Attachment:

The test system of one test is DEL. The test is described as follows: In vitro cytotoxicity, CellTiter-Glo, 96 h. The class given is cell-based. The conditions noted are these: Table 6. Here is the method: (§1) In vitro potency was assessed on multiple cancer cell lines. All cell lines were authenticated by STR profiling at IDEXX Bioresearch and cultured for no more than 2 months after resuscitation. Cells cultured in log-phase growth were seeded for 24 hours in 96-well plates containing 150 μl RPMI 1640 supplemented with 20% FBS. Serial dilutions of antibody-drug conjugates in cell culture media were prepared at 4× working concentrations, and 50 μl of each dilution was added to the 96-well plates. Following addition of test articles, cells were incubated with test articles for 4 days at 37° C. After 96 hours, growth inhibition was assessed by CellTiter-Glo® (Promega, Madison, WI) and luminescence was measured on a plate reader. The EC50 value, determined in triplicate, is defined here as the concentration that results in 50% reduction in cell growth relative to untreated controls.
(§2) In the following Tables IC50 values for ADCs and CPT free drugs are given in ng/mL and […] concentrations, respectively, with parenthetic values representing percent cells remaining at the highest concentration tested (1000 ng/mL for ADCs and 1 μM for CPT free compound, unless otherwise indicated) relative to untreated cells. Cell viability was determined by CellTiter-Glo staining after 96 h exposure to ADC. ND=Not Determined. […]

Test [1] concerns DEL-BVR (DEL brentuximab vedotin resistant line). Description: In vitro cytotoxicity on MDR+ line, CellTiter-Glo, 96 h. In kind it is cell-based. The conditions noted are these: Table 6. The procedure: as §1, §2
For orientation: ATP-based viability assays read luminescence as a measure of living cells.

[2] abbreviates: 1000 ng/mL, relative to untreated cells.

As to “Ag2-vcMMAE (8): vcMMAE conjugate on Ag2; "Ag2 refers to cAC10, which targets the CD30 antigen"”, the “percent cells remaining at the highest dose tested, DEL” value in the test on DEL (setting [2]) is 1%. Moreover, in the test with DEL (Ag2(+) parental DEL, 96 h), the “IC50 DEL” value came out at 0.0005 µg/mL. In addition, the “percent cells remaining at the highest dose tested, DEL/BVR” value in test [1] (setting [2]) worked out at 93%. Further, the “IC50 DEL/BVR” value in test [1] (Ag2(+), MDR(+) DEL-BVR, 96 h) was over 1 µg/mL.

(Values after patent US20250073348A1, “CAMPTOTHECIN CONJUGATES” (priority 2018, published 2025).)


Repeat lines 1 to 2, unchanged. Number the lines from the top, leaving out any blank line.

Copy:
The test system of one test is DEL. The test is described as follows: In vitro cytotoxicity, CellTiter-Glo, 96 h. The class given is cell-based. The conditions noted are these: Table 6. Here is the method: (§1) In vitro potency was assessed on multiple cancer cell lines. All cell lines were authenticated by STR profiling at IDEXX Bioresearch and cultured for no more than 2 months after resuscitation. Cells cultured in log-phase growth were seeded for 24 hours in 96-well plates containing 150 μl RPMI 1640 supplemented with 20% FBS. Serial dilutions of antibody-drug conjugates in cell culture media were prepared at 4× working concentrations, and 50 μl of each dilution was added to the 96-well plates. Following addition of test articles, cells were incubated with test articles for 4 days at 37° C. After 96 hours, growth inhibition was assessed by CellTiter-Glo® (Promega, Madison, WI) and luminescence was measured on a plate reader. The EC50 value, determined in triplicate, is defined here as the concentration that results in 50% reduction in cell growth relative to untreated controls.
(§2) In the following Tables IC50 values for ADCs and CPT free drugs are given in ng/mL and […] concentrations, respectively, with parenthetic values representing percent cells remaining at the highest concentration tested (1000 ng/mL for ADCs and 1 μM for CPT free compound, unless otherwise indicated) relative to untreated cells. Cell viability was determined by CellTiter-Glo staining after 96 h exposure to ADC. ND=Not Determined. […]